“Fools rush in” is good advice in both poetry and policy. Alexander Pope coined the phrase while cautioning 18th Century writers to be careful with their criticism, a sentiment useful for modern day teachers unions.
Last week in Washington State, Gov. Jay Inslee allowed a bill to become law without his signature that resolves a dispute over whether charter schools can operate. Teachers unions had sued to shut down the independent public schools, and the state Supreme Court ruled in favor of the unions last fall.
But lawmakers saved the schools with a bill this year. More than 1,100 students attend charters in Washington state, according to Act Now for Washington Students, a campaign to save the schools. All of the charter schools were fully enrolled this year, with some forced to keep waiting lists for interested families.
Not even a week passed after Inslee’s decision and unions have rushed to say they will file another lawsuit against charter schools. One union official was quoted as saying their opposition is based in part on “the lack of public accountability” for charter schools.
Not so fast.
First, while teachers union members in Seattle walked off the job last September asking for more money, delaying the first day of district public schools for 53,000 children, publicly-funded charter schools opened. Taxpayers can decide which was the best use of their money, for unions to close schools and ask for more of it or for charters to fill classrooms.
Second, lawmakers can close charter schools if students fail. There is no similar provision for district schools. In 2015, the National Alliance of Public Charter Schools reports more than 200 charters closed across the U.S. due to low student performance or fiscal problems.
Fortunately for students, there are more reasons to keep charter schools open than an ability to close them if needed.
A recent study of Florida charter school student success finds that charter school students were more likely to enter college and stay enrolled for at least two years. Furthermore, researchers found that these students earned $2,000 more annually between the ages of 23 and 25 than their peers, a 12 percent difference from comparable students. This study confirms findings of post-K-12 success from a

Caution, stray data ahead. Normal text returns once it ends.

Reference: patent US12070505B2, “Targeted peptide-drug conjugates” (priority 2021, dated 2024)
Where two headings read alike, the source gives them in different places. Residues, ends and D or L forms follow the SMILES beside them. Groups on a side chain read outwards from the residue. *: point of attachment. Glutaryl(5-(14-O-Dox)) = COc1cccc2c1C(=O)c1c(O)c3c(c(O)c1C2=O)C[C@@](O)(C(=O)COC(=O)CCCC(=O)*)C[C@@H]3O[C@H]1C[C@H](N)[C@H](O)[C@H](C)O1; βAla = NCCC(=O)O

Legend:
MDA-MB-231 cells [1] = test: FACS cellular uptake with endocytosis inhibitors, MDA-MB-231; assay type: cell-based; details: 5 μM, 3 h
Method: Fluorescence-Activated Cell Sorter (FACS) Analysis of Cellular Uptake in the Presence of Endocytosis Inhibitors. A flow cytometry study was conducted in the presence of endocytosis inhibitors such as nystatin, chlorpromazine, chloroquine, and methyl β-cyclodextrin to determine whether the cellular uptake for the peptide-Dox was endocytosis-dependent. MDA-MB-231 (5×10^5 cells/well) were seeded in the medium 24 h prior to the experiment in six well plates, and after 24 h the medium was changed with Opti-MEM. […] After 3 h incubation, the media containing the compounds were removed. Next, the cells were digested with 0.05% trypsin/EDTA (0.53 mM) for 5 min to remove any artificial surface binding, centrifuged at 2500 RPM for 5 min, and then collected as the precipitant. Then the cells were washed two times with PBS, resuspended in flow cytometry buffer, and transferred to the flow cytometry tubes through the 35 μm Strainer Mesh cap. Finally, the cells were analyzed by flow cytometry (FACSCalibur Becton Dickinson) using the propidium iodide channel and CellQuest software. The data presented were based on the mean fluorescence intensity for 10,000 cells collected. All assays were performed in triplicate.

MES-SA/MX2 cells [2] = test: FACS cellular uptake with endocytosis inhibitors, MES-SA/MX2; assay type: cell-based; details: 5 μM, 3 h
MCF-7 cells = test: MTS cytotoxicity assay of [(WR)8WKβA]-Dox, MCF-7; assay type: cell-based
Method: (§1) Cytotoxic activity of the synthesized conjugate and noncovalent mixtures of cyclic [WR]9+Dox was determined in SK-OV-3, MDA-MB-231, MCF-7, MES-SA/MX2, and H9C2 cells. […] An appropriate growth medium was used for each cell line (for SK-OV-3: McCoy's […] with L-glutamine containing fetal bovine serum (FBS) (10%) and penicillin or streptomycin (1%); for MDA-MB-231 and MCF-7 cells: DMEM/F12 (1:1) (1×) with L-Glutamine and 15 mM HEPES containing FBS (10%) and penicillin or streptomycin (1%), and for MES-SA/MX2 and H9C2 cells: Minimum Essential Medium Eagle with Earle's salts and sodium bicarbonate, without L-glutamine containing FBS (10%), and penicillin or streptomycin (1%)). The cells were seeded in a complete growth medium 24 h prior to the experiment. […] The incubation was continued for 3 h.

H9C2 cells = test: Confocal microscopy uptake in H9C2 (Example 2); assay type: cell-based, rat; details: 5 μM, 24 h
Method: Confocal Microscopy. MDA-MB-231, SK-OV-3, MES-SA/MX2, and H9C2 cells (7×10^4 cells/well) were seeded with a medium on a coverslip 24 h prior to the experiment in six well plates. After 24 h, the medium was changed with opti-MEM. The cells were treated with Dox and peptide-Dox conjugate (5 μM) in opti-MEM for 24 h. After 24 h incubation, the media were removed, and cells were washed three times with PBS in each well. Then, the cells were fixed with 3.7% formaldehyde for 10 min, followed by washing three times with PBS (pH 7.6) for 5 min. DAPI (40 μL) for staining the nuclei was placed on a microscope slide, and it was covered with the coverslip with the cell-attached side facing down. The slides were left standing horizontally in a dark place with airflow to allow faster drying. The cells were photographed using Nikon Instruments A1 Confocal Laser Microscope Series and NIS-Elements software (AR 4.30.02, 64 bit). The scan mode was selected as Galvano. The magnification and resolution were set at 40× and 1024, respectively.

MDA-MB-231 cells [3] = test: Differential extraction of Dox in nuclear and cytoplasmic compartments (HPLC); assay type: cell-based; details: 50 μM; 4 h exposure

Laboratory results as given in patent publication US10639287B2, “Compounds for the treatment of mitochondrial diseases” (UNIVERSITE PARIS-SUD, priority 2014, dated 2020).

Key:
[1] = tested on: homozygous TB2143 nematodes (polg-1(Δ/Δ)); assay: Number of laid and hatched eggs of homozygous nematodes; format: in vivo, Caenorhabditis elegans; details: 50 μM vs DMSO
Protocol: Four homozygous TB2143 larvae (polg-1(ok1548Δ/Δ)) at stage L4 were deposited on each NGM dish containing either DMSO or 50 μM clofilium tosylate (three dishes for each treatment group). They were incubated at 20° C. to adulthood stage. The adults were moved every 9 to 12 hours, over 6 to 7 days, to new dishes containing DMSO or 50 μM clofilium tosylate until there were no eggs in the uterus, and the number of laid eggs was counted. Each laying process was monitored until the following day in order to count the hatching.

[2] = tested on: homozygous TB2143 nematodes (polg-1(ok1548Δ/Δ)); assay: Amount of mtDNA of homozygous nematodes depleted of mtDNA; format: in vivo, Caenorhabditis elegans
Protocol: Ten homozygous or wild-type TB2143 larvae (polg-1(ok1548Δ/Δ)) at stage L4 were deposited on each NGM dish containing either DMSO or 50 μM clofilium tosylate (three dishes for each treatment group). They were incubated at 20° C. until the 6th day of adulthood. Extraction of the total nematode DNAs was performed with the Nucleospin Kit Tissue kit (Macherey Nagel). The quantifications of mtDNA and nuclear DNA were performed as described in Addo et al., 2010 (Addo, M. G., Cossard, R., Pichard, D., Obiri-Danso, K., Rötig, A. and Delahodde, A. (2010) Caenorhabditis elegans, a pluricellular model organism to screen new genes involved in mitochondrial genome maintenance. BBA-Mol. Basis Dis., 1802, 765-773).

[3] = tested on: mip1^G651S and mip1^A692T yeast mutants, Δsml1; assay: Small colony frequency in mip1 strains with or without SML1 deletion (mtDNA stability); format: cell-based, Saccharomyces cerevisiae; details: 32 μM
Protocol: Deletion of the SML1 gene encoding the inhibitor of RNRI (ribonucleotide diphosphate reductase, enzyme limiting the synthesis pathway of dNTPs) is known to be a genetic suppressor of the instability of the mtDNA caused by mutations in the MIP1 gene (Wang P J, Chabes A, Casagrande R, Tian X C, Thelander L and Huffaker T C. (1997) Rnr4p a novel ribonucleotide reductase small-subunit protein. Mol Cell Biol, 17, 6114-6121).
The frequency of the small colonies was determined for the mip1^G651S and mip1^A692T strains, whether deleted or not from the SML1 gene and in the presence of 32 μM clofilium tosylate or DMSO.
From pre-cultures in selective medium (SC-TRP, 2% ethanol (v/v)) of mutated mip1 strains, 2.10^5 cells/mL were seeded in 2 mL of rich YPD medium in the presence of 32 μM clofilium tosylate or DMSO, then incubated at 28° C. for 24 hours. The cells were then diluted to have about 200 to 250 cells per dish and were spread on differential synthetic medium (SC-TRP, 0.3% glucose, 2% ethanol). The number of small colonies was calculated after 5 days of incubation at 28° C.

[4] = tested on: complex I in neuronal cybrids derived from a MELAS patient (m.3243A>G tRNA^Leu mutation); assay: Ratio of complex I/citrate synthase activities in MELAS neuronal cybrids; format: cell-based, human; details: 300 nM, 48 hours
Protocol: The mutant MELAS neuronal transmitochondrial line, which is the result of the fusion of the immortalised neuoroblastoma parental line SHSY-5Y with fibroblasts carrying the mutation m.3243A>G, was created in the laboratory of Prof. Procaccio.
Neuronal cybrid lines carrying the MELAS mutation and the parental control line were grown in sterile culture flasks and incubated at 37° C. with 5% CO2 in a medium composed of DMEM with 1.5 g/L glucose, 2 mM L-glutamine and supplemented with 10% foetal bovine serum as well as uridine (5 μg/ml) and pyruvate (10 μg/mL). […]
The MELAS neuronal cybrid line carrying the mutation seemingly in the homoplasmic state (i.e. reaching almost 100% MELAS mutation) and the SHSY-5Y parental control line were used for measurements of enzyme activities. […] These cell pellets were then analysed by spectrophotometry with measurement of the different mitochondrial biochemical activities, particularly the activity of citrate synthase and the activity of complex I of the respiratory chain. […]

These positive impacts of attending a charter school go beyond the standard measures of achievement such as test scores and touch something even more important to all families: Helping a student achieve the American Dream.
Parents across the U.S., from all walks of life, have similar aspirations and goals for their children. Graduate high school. Succeed at whatever comes next, college or a job. To wit, a 2015 Fidelity Investments survey found that 71 percent of Millennial parents reported already saving for their child’s college education. The Millennial generation wants their children to succeed and knows well the pain of carrying college debt. The average debt levels for individuals aged 30-39 that carry loans ranges from $20,000 to $30,000, according to the Federal Reserve Bank of New York. Young parents have high expectations for their children, want them to succeed, and know the difficulty that can come from paying college loans.
Teachers unions should see the consensus moving in the opposite direction of their policy goals. Parents want the best for their children, and evidence is growing that finds long-term college and employment-related successes for children that attend charter schools.
It’s not too late for unions to heed more of Pope’s advice and reconsider their opposition: “But you, with pleasure own your errors past / And make each day a critic on the last.”